But I’m not saying this in order to feel superior to you. I’m saying it because that just happens to be what I believe.

I don’t feel self-righteous about my political views, but I do feel proud, and it has nothing to do with you, hypothetical person who disagrees with me. I feel proud because I care about people. I feel proud because when people read my writing and see the stickers on my laptop and the books on my shelf, they know that I’m someone they can come to. Someone who won’t tell them, “But come on, that’s not really racism” and “Don’t you have more important things to worry about?” and “I’m sorry you got raped and all, but why’d you go out wearing that?” and “You and your boyfriend did what? That’s disgusting.

I feel proud because I still remember the alternative: that festering sinkhole of judgment I lived in, in which I thought of some people as “those people” and meticulously drew lines in the sand to separate myself from those people.

I feel proud because I am absolutely, positively fine with being told that I have “privilege” and that my life has been easier than many other lives for reasons none of us control. I’m not fine with the fact that privilege is a thingI mean, but I don’t get defensive about being called out on it. Not anymore.

I feel proud because I think–I hope–that my friends would feel comfortable letting me know if I’ve said something that marginalizes their race, gender, sexual orientation, or any other identity. I feel especially proud of that knowing that I have not always had friends whom I would feel comfortable telling that.

I feel proud because I don’t think that my personal morals should have anything to do with the law, which means that in my ideal society, people who disagree with me on just about everything would still be free to live as they choose (provided, of course, that they do not impose on the rights of others).

I think those are all things to be proud of. It’s fine if you don’t, but don’t assume that my politics have anything to do with making myself look better than you. That’s something I couldn’t care less about.

Now, as for liberals who actually behave smugly towards conservatives, two points: 1) Rude people exist within every conceivable political orientation, and we can all agree that they are bothersome; and 2) they’re probably not being smug simply because you’re a conservative.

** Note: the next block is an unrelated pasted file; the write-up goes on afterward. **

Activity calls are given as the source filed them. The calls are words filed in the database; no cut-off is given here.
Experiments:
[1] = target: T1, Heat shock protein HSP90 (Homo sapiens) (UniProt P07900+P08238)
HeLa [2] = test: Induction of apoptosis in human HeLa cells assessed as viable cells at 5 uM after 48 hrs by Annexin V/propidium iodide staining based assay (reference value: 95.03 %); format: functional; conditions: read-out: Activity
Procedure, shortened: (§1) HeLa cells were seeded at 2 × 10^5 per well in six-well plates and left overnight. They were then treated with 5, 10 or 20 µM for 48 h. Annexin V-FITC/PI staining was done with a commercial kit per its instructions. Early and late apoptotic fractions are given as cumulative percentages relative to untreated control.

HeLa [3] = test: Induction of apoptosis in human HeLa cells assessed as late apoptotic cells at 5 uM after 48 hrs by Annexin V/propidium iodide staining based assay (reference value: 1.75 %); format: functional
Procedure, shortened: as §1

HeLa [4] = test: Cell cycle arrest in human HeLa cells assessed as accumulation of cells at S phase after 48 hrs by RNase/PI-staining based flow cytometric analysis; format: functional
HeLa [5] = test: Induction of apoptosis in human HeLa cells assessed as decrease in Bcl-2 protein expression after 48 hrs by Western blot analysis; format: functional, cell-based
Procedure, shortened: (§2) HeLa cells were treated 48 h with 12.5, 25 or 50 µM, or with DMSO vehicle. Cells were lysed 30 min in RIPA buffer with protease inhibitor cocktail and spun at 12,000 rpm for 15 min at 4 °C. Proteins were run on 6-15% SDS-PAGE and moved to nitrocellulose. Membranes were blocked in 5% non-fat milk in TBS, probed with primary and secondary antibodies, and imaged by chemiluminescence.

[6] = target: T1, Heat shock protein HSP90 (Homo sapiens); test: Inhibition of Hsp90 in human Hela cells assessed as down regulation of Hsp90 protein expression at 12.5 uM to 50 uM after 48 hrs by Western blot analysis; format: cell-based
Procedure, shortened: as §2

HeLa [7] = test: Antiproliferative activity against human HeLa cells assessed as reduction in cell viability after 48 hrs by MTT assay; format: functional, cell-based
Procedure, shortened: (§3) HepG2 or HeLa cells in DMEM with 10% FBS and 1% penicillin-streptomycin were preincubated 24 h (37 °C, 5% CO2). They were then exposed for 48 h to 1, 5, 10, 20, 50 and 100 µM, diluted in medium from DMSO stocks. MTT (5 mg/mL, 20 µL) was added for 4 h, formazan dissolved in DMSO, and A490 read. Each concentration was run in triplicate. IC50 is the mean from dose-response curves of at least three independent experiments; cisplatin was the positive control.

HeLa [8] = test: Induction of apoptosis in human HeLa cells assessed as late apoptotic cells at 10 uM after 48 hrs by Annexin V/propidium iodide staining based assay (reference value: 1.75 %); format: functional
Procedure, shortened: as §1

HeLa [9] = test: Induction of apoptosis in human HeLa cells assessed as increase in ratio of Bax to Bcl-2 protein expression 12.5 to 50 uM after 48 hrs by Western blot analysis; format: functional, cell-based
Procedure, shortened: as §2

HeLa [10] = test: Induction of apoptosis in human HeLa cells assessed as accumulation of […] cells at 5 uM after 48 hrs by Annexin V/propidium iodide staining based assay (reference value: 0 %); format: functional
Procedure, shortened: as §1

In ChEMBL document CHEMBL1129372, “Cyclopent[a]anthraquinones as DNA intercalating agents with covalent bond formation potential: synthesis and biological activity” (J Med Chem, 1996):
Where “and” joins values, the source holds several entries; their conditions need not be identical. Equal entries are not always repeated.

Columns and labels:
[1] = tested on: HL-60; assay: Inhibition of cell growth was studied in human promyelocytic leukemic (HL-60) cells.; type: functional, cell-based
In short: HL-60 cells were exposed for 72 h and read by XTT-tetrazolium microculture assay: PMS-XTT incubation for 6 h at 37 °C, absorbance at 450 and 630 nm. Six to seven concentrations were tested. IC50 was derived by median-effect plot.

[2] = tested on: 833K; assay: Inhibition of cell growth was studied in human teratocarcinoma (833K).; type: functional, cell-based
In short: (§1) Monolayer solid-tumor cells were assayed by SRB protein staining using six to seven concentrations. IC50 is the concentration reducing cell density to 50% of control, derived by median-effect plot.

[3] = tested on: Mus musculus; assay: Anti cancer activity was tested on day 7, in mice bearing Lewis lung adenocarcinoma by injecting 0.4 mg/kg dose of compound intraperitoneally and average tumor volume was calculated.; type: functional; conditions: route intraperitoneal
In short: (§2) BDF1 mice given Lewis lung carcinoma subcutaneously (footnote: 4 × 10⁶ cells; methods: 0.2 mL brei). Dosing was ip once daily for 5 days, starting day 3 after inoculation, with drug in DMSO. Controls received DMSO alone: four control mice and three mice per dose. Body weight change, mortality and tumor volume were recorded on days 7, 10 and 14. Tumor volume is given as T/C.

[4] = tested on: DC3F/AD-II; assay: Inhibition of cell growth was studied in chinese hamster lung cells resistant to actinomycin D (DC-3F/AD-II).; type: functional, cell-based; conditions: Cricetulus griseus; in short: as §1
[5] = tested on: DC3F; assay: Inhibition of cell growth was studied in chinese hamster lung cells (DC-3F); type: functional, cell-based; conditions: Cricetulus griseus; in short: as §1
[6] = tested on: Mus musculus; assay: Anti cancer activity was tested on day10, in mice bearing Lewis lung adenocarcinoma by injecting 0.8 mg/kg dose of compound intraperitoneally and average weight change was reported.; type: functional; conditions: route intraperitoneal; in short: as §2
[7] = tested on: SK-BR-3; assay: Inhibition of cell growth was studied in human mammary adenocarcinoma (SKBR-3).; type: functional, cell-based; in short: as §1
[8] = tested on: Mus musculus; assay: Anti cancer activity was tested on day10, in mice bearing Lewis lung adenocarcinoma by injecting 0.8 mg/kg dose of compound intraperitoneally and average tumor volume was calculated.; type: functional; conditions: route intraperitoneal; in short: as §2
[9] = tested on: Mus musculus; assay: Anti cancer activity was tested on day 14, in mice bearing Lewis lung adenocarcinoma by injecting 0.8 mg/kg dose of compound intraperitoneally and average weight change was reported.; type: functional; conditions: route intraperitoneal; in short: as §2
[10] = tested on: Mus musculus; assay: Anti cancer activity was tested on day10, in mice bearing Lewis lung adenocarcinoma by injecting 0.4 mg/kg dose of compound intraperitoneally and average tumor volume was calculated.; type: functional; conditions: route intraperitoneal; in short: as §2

They’re being smug, specifically, because you believe they shouldn’t be able to marry their same-sex partner whom they love, or that they should be forced to carry their rapist’s baby to term, or that their children should learn insufferable nonsense rather than the theory of evolution in school. 

I would say, in those cases, that smugness is quite warranted.

[Guest Post] The Chicago Teachers Union: A New Hope for Public Education

CTU Labor Day Rally. Credit: CTU Facebook Page

After months of deadlocked negotiations with the Chicago Public Schools Board of Education, the 26,000 members of the Chicago Teachers Union began their first strike in 25 years today, shutting down over 600 schools that serve over 400,000 students.  The 600 delegates of the CTU voted unanimously in favor of the measure at a meeting August 31, two months after 98 percent of members who cast a ballot authorized the union to call a strike.

Education activists across this country have greeted the CTU’s fight with much enthusiasm, for they see it as a fight for everything they believe in. Many think this strike has the potential to turn the tide against those who wish to privatize our schools and slash budgets across the country. Moreover, as perhaps the largest, best-organized strike since the 1997 UPS strike, it could re-ignite the American labor movement after decades of decline.

In this post I’ll attempt to put the struggle within the context of the nation-wide neoliberal attack on public education, go over the details specific to the fight in Chicago, and explain why you should be siding with the teachers and with universal, high-quality, fully-funded public education.

The Charter Menace